Doug Specht for Geographical about how maps tell the story of war in Ukraine

20 April 2022
  • olga-subach-BRHVnm1SPWA-unsplash

Doug Specht, Senior Lecturer and Director of Teaching, Learning and Quality Assurance in the School of Media and Communication, along with Alexander Kent of Canterbury Christchurch University, wrote an article for Geographical about how maps tell the story of war in Ukraine.

Talking about maps, he wrote: “As a means of conveying the spatial elements of conflict such as the movement of troops and their control of territories, [maps] offer an immediate and effective visual summary. The war in Ukraine has stimulated the production of hundreds of maps across various media, including newspapers, television and websites, each pertaining to indicate the status on the ground to a wide readership.”

Explaining the use of colour in maps, he added: “Most of the maps published recently in the media depict Russian forces and their territorial gains using red, with its connotations of threat and violence. The use of red also provides historical associations with the Red Army and the Soviet Union, renewing fears of the threat posed by the Cold-War superpower.”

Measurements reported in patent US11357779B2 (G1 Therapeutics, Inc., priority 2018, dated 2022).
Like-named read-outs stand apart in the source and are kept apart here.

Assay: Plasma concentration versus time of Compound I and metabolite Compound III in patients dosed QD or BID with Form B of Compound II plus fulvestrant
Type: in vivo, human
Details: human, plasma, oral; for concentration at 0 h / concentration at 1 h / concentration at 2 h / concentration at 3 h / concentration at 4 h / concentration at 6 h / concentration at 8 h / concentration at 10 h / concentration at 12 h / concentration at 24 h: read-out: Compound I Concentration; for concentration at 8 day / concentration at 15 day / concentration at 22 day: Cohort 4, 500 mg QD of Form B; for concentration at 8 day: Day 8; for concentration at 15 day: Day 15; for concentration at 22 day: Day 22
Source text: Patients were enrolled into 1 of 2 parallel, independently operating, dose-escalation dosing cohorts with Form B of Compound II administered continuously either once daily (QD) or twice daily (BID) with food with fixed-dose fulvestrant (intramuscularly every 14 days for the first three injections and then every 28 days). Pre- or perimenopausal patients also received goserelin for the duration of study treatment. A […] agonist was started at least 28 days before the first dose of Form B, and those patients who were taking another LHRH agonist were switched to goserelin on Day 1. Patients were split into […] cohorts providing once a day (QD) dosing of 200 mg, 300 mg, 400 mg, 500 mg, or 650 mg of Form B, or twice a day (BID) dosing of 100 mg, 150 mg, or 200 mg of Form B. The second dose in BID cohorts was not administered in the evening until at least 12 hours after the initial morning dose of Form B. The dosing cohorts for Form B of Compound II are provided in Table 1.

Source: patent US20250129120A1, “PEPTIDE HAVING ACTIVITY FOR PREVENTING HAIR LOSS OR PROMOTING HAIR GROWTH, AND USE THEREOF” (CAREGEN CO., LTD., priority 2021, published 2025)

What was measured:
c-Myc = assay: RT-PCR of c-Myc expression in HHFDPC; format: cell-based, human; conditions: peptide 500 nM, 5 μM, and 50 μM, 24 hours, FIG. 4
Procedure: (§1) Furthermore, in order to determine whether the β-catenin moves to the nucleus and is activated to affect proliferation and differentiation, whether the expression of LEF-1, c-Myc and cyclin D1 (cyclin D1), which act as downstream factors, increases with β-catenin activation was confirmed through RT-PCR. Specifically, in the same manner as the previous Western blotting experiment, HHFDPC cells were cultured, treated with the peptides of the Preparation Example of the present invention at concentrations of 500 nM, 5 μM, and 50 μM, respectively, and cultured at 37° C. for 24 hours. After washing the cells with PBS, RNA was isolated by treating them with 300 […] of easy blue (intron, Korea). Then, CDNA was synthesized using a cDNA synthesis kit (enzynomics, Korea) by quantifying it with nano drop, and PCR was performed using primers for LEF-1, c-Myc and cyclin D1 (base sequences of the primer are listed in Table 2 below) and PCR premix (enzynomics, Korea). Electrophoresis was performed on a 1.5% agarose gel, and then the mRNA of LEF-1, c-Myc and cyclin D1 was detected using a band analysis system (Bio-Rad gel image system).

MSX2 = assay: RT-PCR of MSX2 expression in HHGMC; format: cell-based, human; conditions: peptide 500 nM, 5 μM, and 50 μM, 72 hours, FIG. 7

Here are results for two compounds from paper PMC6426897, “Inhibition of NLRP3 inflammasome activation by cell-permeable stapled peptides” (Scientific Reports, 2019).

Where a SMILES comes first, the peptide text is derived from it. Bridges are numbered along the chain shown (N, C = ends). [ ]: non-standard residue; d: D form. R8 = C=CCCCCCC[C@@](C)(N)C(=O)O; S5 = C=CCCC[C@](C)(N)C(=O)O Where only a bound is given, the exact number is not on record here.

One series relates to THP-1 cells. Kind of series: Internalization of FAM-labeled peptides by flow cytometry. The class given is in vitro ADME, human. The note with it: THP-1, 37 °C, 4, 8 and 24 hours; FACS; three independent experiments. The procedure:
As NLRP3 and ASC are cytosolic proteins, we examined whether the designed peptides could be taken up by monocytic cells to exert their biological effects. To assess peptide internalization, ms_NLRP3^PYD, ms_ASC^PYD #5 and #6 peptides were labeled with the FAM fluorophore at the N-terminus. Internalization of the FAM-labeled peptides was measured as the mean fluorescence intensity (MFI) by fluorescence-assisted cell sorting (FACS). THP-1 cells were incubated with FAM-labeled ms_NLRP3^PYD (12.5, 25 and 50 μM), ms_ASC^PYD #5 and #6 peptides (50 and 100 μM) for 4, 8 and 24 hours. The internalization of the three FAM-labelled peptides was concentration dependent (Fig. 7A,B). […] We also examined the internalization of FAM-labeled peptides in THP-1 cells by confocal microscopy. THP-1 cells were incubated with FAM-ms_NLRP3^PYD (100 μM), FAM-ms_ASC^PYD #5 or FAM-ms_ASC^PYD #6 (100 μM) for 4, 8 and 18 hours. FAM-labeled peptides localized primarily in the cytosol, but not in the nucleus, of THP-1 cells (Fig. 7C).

In his concluding remarks, Specht wrote: “As more maps of the war in Ukraine continue to be produced by the news media, their authors struggle with the challenge of conveying the complexities of a dynamic and unpredictable conflict to a wide audience.

“Maps are abstract representations that help us to comprehend the changing global landscape, but none can fully represent the truth, and all are governed by the essential cartographic choices of what to show and how to show it.”

Read the full article on the Geographical website.

Share this News

Photo by Olga Subach on Unsplash